I did not release the queen immediately because I knew my bees had come from Georgia to New Hampshire and then to Boston in the same day. I didn't want to take the chance of releasing her immediately as I've had poor experiences with needing to requeen in the past. Though you are totally right, oftentimes it is totally okay to remove what is holding the queen in.

When I did my install a few days ago, I tried two different methods. One was the "place the package inside" method, which I did for the first time. It was incredibly calm, and while it may be a little tragic to have to remove extra comb that was built because of the package box being in there, it makes it less crazy for a new beekeeper (to whom I have aimed the instructable). On another one of my hives at home, I poured the bees directly into the hive body. I will be updating the instructable to show how I did this (my mom took a video!).

We did not have marked queens this year, but I totally agree that it is a great idea for first time beekeepers. I will actually update my "take care of the queen" step to reflect the fact that she might be marked and can be if they choose to do so. Thanks for the reminder!

I actually am at a loss for what else I could possibly write about beekeeping. After hiving, it really is a matter of beekeepers discretion for what to do--I know some people who don't really do anything, and I know some people who are very involved. I could absolutely do an instructable on extracting honey, purifying wax, and making lip balm. Any ideas for what else I could do?

Thanks again, and congratulations on what sounds like a successful installation on your hives! Have a great beekeeping season, and let me know if you think I can address anything else in this instructable or beyond.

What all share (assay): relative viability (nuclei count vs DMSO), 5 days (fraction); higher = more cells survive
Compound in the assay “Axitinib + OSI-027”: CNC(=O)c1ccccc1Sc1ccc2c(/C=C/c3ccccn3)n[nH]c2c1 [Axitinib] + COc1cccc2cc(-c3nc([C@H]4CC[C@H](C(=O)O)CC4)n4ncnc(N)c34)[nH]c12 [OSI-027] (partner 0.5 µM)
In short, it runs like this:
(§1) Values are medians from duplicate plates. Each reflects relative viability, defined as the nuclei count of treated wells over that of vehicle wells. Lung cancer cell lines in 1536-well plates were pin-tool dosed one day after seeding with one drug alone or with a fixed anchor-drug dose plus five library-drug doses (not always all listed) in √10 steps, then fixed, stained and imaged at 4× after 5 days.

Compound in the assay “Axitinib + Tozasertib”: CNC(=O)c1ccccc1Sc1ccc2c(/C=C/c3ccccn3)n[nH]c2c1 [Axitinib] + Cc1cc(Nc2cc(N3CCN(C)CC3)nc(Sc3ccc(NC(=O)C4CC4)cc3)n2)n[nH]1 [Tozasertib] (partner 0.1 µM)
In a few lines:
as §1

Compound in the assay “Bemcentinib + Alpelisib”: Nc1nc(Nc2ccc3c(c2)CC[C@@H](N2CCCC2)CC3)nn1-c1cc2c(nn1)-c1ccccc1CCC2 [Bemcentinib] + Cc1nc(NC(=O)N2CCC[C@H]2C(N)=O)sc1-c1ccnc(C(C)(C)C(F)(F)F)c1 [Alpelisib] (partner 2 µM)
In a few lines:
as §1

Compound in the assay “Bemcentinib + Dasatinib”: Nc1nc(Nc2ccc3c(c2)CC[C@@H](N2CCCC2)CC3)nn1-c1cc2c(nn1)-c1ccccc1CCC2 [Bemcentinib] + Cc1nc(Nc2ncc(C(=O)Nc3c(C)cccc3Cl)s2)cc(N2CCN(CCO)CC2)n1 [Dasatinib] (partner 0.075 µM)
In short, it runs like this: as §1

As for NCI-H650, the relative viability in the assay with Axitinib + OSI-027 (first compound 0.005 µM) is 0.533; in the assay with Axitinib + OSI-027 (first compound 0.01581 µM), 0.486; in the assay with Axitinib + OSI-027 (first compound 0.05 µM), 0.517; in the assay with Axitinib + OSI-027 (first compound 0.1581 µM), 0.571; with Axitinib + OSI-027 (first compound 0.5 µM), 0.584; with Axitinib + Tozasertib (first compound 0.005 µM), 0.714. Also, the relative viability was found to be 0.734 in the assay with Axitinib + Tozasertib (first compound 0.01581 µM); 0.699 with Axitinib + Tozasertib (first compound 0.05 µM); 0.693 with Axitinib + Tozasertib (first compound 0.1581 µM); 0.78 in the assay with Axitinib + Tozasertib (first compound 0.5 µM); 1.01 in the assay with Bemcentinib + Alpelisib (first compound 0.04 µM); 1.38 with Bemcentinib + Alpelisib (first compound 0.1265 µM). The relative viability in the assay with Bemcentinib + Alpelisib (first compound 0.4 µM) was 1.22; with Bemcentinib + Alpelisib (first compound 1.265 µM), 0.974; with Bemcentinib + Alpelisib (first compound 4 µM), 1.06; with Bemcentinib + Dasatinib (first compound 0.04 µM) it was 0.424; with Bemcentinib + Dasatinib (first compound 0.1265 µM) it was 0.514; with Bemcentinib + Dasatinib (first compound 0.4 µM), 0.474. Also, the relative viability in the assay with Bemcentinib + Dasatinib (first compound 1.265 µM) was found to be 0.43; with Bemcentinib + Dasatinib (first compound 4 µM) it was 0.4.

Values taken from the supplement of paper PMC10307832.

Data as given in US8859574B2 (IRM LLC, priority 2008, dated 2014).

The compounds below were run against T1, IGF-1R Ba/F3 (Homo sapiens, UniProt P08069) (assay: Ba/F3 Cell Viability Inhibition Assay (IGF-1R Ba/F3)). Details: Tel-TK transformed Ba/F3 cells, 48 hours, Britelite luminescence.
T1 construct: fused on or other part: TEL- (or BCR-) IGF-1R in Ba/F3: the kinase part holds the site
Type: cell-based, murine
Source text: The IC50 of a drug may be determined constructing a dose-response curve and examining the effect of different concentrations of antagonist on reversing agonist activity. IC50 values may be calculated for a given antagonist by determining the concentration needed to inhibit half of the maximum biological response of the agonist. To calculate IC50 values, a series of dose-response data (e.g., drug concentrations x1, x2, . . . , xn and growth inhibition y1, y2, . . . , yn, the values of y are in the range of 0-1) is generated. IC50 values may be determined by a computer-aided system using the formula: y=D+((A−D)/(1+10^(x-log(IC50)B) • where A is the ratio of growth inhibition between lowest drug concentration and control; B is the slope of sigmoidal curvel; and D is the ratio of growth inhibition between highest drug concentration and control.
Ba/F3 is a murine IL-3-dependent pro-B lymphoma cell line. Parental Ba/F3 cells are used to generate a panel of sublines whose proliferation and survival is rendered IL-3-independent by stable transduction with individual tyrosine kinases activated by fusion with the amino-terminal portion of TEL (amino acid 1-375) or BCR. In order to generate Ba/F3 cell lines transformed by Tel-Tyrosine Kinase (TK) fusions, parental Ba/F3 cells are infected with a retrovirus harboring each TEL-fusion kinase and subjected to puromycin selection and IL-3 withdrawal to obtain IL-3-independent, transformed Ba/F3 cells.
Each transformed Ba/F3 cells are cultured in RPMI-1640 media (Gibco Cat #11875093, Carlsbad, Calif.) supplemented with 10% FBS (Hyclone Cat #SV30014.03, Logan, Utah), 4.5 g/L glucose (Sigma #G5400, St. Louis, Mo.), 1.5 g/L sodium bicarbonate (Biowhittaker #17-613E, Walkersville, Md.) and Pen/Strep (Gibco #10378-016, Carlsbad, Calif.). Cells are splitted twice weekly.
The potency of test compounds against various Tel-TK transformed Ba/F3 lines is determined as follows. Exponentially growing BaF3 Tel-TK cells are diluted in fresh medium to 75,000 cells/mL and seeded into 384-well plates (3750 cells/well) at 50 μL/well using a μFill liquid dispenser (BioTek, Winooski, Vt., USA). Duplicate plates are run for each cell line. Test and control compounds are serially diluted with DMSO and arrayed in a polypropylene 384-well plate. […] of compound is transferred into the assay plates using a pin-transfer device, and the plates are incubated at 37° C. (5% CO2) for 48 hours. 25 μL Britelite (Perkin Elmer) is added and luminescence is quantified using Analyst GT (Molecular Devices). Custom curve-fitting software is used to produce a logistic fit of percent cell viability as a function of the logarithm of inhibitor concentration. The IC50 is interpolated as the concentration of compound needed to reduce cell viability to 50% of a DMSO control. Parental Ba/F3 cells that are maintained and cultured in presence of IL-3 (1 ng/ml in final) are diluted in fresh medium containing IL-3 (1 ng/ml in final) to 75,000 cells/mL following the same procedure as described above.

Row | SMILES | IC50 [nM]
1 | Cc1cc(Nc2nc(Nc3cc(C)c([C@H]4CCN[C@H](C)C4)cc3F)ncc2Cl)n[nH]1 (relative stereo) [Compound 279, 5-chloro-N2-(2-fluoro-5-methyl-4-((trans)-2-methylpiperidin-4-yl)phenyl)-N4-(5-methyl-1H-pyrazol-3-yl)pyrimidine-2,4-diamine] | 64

SJU87 (author)BrendanMH2014-05-28

BrendanMH. It seems you have to strike a balance on care of domestic bees. They say the typical new beekeeper disrupts the bees too much. Conversely, there are those who treat their hives like feral bees, let the "do their thing" and end up with swarmed hives and hives decimated by varroa, hive beetles, etc.

A few thoughts for Instructables come to mind. First, identifying the queen. Experienced beekeepers make this sound so easy and maybe it does come quickly, but I haven't developed the skill as of yet. How about how and when to add brood chambers or supers? A good one might be how to choose a good location for hives. I like your other ideas too!

ferjanyen (author)2014-05-28

Hi and thanks for such good instructable. How about a writing on how to capture a colony from the forest and how to introduce it into a new bee hive. Also a video idea is a good, it is said that a picture is equivalent to a thousand words.

dpruett (author)2014-05-27

Thanks for posting this Instructable!

For some reason, a lot of the beekeeping info I find online - or even in books - always seems to gloss over the finer details of doing things like this. I was on a beekeeping forum the other day where someone complained that they had searched online for 2 hours to try to figure out under what circumstances they were supposed to use an entrance reducer. I don't understand why that is - I guess things like that must be mundane for experienced beekeepers and apparently it doesn't occur to them that it's completely uncharted territory for us noobs!

So thank you again, and PLEASE write more Instructables on beekeeping.

BrendanMH (author)dpruett2014-05-27

Thanks for reading the instructable and thanks for writing! I am very glad to be of some help. I was very fortunate to have learned the basics of beekeeping with others at my university, I know it must be pretty daunting by one's self.

Any suggestions for what else I could write about? What would you like to hear? I have been thinking of doing instructables about honey extraction, wax purifying, and making lip balm from beeswax, but I would love your's and other's suggestions.

zhamster rules (author)2014-05-25

Really cool. I will have to try it dometime

BrendanMH (author)zhamster rules2014-05-27

Thanks for reading and let me know if you have any questions! The bees are far better teachers than I am, though. Even if you are hesitant to jump right in, I am sure you can find people in your area that would be willing to show you what working with a hive is like.

Wolfbane221 (author)2014-05-24

Good! Have you ever split a hive?

BrendanMH (author)Wolfbane2212014-05-25

Nope! I have been beekeeping about 4 years now. Probably the most advanced thing I have done is when I combined a queenless hive with one that had a queen via the newspaper method. Would love to split a hive at some point though! Seems a lot better than letting a swarm go. ;)